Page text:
As a game of incomplete information and uncertainty, poker is a prime application of the game theory concepts and decision making skills essential to trading. While traders make risk decisions based on the limited information they get from the markets, poker players make decisions based on hidden information as well, taking into account factors such as expected value and probability distributions.
It is! To build a working pokerbot only requires both critical thinking ability and an eagerness to learn. However, an understanding of machine learning, algorithms, and data science can go a long way towards creating an advanced pokerbot. Competitiors can code in whatever language they want, but we offer support in C++, Python, and Java.
We welcome students with all levels of programming experience. Nevertheless, some previous coding experience would certainly be helpful. Although not necessary, we recommend you have at least one team member with some programming experience.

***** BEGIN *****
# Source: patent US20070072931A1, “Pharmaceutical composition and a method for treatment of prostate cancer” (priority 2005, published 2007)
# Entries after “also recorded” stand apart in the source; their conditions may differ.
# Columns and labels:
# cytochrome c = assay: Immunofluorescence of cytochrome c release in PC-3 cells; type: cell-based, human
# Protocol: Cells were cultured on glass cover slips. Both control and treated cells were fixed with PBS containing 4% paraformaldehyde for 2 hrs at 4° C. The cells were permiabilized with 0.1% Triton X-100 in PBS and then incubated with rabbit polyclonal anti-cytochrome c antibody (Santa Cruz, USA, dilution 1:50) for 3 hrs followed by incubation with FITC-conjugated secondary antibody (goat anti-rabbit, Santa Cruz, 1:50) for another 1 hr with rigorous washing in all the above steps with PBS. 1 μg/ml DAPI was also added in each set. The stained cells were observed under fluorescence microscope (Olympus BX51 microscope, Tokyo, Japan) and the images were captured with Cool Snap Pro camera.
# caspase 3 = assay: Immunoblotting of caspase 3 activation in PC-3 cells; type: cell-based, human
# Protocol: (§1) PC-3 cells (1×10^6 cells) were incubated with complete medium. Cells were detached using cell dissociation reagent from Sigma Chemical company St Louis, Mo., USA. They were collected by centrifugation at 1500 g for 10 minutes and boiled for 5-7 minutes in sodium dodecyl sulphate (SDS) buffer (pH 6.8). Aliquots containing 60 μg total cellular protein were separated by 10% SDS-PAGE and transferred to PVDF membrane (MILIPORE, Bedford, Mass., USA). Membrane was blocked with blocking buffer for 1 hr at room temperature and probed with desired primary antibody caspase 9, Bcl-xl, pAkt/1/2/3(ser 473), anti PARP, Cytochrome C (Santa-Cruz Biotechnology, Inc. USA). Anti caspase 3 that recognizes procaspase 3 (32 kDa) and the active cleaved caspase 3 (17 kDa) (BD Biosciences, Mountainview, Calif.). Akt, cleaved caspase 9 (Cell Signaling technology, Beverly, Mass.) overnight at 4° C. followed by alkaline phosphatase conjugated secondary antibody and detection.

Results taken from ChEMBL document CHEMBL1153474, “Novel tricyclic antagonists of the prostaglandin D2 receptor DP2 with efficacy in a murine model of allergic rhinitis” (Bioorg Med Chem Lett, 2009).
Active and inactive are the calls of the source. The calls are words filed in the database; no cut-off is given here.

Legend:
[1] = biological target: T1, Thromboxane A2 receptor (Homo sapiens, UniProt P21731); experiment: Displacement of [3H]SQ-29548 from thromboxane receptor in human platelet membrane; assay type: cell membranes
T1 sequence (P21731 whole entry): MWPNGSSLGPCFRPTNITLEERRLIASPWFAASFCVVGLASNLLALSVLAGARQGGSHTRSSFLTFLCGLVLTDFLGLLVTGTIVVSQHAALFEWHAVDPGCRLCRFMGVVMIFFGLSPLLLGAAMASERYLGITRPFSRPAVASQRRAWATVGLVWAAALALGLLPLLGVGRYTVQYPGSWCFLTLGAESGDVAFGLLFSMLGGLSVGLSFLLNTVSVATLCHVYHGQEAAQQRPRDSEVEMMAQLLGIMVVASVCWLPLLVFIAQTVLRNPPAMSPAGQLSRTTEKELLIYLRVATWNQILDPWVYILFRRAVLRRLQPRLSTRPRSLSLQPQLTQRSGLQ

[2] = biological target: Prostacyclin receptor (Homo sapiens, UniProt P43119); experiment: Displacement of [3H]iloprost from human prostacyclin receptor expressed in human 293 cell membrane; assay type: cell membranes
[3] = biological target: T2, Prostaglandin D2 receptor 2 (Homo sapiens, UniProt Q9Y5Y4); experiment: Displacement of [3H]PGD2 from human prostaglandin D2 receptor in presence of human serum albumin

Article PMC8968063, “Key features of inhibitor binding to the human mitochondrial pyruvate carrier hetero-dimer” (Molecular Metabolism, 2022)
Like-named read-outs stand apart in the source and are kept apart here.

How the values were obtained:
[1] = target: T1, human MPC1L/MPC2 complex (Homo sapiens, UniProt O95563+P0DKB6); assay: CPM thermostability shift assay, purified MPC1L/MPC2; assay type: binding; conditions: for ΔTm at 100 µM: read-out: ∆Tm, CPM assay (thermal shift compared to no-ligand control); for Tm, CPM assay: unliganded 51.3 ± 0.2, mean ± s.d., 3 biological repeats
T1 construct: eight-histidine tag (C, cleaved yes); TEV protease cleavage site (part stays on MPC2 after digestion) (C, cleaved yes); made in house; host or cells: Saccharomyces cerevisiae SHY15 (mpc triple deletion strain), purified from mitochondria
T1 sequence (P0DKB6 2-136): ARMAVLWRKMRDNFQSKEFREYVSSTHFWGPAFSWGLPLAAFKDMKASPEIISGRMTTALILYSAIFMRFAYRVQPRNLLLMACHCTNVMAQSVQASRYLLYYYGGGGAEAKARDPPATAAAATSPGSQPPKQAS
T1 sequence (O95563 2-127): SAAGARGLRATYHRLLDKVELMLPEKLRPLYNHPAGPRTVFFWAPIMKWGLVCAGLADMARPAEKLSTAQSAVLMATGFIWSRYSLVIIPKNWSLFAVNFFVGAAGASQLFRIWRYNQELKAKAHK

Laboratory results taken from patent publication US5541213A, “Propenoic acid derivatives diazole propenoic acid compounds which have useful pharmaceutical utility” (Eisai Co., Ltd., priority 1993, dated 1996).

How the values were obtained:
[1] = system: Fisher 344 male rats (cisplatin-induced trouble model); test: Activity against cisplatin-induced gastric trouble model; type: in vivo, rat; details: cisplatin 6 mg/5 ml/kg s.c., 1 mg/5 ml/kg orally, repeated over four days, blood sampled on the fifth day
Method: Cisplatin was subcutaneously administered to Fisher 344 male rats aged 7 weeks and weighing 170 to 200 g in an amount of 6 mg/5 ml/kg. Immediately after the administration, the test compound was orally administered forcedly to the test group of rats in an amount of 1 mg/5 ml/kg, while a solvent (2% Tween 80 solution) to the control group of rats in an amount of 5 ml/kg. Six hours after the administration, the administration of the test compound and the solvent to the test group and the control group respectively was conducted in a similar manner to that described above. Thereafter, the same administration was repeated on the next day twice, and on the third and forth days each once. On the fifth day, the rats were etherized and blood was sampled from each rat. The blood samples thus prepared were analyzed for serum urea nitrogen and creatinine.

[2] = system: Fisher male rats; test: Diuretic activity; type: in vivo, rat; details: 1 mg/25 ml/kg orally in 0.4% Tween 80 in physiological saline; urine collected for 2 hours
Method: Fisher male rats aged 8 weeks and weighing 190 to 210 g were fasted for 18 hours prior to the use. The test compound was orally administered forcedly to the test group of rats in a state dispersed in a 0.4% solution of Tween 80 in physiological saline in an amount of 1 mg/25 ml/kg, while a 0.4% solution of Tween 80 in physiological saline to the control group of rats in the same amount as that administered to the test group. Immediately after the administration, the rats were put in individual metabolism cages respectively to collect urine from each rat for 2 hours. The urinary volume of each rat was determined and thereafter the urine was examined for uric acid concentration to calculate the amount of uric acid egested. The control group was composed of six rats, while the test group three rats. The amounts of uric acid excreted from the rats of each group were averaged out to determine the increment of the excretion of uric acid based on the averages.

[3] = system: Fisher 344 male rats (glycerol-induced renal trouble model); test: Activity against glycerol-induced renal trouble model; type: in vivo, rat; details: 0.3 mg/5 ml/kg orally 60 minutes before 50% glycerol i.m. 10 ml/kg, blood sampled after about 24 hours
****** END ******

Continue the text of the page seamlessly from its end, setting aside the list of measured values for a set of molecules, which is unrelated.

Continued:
We are keeping the game and tournament structure secret. You will hear all about it during the challenge unveiling in early January 2020.
Teams may be composed of 1-4 players.
You will need to submit functioning pokerbots for various checkpoints throughout the course, as well as a short strategy report at the end of IAP.
For our course and tournament in January, you must be able to register for MIT IAP classes. If you are cross-registering, bring your papers in on the first day of class for us to sign.
IAP pre-registration will open in December!
Creating a functioning pokerbot takes no time at all. However, creating a competitive and strategic pokerbot will require more effort and experimentation. Ultimately, the more you put into your pokerbot, the more value you will receive from the class!